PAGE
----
Tsuda (played by Shinya Tsukamoto) is a frustrated insurance salesman who lives a life of quiet desperation with his girlfriend Hizuru (Kaori Fujii). His job yields little fulfillment, his relationship lacks passion, and he feels perpetually fatigued, as if overwhelmed by the inhuman scale of Tokyo. His life takes a bizarre turn when his old high school acquaintance Kojima (Kohji Tsukamoto) pays him a visit. The wild-eyed professional boxer attempts to seduce Hizuru, driving Tsuda into a jealous fury. When he confronts Kojima, he ends up in the hospital and Hizuru ends up with the boxer. Seeking revenge, Tsuda begins boxing training with insane intensity. Watching his former high school chum thrash his sparring partners gives Kojima a rise of some form, bolstering his sagging career in the ring. Meanwhile, Hizuru begins her own brand of self-discovery though self-mutilation, from relatively mild tattoos and nose rings to driving metal stakes into her flesh, until she looks like a vengeful goddess from Japanese mythology. What develops has to be one of the most bizarre, masochistic love triangles ever committed to celluloid. Kojima relishes ripping the rings from Hizuru’s flesh; Hizuru tenderly beats Tsuda into a bloody pulp; and Tsuda bashes his own head against the wall.
Constant comparisons to such distinctive celluloid experimentalists as David Cronenberg and David Lynch may give the uninitiated an idea of what to expect aesthetically and thematically from the works of renegade Japanese filmmaker/actor Shinya Tsukamoto, though as complimentary as they may be, the comparisons ultimately don’t do justice to the remarkably original and frantic essence of his hauntingly jarring cinematic nightmares. From the cringe-inducing, hyper-kinetic body horror of Tetsuo: The Iron Man to the creeping deliberation of Gemini, Tsukamoto’s intriguing body of work has isolated critics and audiences while building a strong fan base who share his technophobe paranoia and cyber-punk sensibility.
Born in Shibuya, Tokyo, in 1960, Tsukamoto found inspiration early in his childhood from the television series Ultra-Q. Making his directorial debut via Super-8 film around the age of 14, the future director later found creative outlet in painting and theater. Briefly putting… read more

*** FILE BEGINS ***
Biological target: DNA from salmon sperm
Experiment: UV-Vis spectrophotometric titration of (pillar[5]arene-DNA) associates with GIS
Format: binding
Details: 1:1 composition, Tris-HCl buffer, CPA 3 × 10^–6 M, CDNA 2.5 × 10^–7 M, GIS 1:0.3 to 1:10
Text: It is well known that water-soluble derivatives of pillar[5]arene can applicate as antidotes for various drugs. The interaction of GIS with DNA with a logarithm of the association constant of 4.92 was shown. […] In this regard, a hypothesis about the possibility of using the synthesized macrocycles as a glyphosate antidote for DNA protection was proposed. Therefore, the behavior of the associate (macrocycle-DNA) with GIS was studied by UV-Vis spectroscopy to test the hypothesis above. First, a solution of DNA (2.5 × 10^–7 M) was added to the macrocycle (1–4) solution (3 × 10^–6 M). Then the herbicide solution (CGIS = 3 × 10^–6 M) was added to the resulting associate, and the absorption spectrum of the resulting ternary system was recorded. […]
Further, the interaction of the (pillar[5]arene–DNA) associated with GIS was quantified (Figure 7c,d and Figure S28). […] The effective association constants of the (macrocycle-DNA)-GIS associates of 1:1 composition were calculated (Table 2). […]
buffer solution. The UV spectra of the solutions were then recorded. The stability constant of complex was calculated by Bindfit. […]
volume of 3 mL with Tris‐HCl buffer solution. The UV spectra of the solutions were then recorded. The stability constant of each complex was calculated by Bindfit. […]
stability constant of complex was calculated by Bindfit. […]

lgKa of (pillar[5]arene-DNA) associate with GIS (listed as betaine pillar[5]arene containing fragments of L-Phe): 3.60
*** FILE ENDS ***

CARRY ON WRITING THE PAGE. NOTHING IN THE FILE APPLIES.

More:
The take on showcasing hatred and manliness as sensation that practically brings on physical transformations. Loved the turns the plot took, turning the protagonist into an antagonist, use of the women being at the center of the conflict and really being the most dangerous of the three. There's some camerawork that could be toned down but its insane how much emotion is drawn from Itchy and Scratchy violence.
This must be Tsukamoto's most dramatic and emotional work. Again, he plunges head-first into the world of psychosexual violence and terror to lay bare the horror of man's animalistic roots, and oppression at the hands of an unfeeling advanced urban capitalist society. In Tokyo Fist Tsukamoto plays the uptight pencil pusher Tsuda who works as an insurance salesman who suffers from insomnia and a frigid relationship with his girlfriend Hizuru. But when his old friend from high school, Kojima, who is now a professional boxer re-enters his life and tries to seduce Hizuru, Tsuda goes mad and begins training obsessively to become a master boxer, beat Kojima to a pulp, and win his girlfriend back. Meanwhile Hizuru develops her own fixation with extreme body modification and tattoos, and begins mutilating her own body. Like with the eponymous character in Tetsuo, all of Tsukamoto's characters undergo physical transformations, but in Tokyo Fist, these transformations are as much a product of their own actions as they are of the outside world. Their free fall into sadomasochism is ultimately of their own doing, and ruins them all in the end. My own relationship with this type of filmmaking is conflicted in itself. On a visceral level, these high-octane, graphic, kinetic films are highly enjoyable; after all, they appeal to that part of us that relishes in this sort of thing. But at the same time, these films are repulsive on a gut-level; beautiful but at the same time, the antithesis of beauty. One can only handle so much. Uncompromising, but acknowledges essential truths we must confront.